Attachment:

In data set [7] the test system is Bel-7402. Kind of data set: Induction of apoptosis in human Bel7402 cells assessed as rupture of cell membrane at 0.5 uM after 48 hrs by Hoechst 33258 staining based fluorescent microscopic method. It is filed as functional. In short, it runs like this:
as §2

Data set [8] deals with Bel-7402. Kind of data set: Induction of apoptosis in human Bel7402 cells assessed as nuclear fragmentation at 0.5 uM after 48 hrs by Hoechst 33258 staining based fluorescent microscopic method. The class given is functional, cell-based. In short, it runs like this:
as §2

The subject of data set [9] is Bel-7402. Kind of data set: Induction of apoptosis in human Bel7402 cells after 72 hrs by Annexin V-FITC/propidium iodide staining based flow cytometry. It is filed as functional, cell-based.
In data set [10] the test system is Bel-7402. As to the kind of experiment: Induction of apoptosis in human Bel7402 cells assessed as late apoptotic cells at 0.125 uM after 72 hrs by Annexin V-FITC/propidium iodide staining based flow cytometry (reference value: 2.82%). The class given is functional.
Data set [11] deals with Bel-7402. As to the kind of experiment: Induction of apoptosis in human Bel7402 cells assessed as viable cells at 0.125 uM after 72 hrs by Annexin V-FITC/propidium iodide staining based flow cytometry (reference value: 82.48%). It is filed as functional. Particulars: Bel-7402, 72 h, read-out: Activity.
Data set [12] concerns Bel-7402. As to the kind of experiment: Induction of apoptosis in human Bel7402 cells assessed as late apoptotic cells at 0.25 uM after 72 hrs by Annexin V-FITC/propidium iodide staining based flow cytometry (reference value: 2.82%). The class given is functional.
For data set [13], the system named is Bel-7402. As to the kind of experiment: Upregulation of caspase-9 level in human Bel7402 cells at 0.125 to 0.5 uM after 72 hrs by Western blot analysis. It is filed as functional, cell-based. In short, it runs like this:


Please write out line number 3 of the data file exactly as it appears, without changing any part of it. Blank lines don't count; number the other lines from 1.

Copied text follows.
Data set [8] deals with Bel-7402. Kind of data set: Induction of apoptosis in human Bel7402 cells assessed as nuclear fragmentation at 0.5 uM after 48 hrs by Hoechst 33258 staining based fluorescent microscopic method. The class given is functional, cell-based. In short, it runs like this: